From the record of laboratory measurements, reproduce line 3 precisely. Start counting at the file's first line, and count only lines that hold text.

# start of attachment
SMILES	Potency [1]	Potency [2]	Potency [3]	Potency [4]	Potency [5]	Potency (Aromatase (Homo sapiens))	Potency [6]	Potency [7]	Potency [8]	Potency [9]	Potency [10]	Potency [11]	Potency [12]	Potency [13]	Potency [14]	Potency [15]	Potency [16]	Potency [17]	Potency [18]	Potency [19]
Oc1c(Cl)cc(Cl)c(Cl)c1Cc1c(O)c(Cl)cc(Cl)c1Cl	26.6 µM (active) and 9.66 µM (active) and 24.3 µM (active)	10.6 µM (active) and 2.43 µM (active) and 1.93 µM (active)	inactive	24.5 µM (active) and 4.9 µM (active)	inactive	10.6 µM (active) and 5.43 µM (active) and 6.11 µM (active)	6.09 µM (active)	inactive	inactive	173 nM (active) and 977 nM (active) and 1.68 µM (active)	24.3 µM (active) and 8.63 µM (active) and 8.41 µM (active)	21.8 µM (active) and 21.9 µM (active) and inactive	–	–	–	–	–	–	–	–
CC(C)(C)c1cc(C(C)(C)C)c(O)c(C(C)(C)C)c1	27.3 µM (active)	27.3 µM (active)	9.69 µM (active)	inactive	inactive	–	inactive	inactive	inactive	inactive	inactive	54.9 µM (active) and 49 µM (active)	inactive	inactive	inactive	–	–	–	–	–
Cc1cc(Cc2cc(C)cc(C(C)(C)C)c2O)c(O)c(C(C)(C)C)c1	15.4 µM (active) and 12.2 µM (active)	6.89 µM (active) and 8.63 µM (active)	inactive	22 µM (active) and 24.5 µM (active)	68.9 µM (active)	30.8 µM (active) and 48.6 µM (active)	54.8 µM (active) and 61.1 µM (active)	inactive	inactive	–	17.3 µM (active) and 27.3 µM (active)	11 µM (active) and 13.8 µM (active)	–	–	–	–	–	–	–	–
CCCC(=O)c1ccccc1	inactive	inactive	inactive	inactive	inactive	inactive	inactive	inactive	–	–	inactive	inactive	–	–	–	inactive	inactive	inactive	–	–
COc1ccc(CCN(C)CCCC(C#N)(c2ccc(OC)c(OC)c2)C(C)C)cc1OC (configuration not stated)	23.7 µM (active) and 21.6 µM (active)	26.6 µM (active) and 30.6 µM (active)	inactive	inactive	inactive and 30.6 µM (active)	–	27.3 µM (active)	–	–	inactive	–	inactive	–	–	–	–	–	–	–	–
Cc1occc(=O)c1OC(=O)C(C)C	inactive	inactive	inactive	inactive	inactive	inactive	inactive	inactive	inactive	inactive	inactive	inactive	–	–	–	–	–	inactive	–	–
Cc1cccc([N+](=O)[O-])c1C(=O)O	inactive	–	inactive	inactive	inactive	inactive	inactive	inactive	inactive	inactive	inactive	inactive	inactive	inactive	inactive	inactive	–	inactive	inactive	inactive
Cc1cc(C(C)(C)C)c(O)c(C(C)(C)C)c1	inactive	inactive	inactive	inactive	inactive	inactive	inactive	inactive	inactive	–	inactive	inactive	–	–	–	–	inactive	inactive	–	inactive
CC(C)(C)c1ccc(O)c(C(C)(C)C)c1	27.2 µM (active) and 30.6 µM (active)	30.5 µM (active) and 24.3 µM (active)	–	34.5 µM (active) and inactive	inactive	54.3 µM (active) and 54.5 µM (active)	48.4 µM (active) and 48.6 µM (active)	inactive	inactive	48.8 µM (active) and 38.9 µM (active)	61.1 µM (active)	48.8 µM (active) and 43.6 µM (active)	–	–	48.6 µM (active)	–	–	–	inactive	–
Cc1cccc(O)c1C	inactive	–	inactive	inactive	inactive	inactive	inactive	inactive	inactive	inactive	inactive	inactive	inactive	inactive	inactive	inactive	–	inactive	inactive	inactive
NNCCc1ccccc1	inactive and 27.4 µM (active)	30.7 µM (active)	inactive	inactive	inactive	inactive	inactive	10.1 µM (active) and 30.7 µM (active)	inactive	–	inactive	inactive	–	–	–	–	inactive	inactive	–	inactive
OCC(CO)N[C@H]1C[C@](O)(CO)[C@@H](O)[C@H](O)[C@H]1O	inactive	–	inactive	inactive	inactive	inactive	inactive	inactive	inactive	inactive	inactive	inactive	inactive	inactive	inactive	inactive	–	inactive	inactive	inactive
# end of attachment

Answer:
CC(C)(C)c1cc(C(C)(C)C)c(O)c(C(C)(C)C)c1	27.3 µM (active)	27.3 µM (active)	9.69 µM (active)	inactive	inactive	–	inactive	inactive	inactive	inactive	inactive	54.9 µM (active) and 49 µM (active)	inactive	inactive	inactive	–	–	–	–	–